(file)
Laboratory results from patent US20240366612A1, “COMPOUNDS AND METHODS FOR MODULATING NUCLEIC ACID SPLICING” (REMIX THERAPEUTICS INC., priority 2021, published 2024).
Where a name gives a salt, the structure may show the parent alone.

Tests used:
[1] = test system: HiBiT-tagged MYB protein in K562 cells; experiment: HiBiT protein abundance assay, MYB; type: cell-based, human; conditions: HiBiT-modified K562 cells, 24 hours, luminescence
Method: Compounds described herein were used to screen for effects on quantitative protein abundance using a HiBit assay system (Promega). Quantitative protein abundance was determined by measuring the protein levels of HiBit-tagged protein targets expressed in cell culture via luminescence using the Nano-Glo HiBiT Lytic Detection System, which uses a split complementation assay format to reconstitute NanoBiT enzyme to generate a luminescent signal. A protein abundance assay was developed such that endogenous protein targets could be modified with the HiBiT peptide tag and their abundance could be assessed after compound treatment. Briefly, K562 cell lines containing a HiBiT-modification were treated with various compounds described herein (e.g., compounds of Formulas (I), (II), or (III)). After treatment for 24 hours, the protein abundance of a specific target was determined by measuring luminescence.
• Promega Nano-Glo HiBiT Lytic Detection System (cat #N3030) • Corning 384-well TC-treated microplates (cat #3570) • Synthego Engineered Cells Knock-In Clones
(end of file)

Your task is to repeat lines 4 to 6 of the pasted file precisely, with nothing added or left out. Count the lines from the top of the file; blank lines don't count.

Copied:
[1] = test system: HiBiT-tagged MYB protein in K562 cells; experiment: HiBiT protein abundance assay, MYB; type: cell-based, human; conditions: HiBiT-modified K562 cells, 24 hours, luminescence
Method: Compounds described herein were used to screen for effects on quantitative protein abundance using a HiBit assay system (Promega). Quantitative protein abundance was determined by measuring the protein levels of HiBit-tagged protein targets expressed in cell culture via luminescence using the Nano-Glo HiBiT Lytic Detection System, which uses a split complementation assay format to reconstitute NanoBiT enzyme to generate a luminescent signal. A protein abundance assay was developed such that endogenous protein targets could be modified with the HiBiT peptide tag and their abundance could be assessed after compound treatment. Briefly, K562 cell lines containing a HiBiT-modification were treated with various compounds described herein (e.g., compounds of Formulas (I), (II), or (III)). After treatment for 24 hours, the protein abundance of a specific target was determined by measuring luminescence.
• Promega Nano-Glo HiBiT Lytic Detection System (cat #N3030) • Corning 384-well TC-treated microplates (cat #3570) • Synthego Engineered Cells Knock-In Clones